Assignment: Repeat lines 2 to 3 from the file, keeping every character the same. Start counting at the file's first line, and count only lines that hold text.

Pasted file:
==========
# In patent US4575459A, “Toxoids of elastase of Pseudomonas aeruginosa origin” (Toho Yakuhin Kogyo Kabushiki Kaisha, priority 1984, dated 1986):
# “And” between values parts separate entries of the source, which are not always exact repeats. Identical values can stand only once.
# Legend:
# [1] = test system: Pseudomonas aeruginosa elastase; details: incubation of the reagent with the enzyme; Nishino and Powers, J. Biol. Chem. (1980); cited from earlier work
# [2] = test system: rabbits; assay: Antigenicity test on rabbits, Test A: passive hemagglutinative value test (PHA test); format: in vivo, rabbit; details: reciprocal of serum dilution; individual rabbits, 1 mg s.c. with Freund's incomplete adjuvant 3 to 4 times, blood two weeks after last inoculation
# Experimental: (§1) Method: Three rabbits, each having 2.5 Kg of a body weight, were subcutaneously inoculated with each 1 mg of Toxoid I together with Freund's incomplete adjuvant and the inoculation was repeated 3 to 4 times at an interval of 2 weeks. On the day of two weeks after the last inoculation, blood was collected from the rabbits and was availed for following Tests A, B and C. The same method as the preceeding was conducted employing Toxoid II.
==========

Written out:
# “And” between values parts separate entries of the source, which are not always exact repeats. Identical values can stand only once.
# Legend: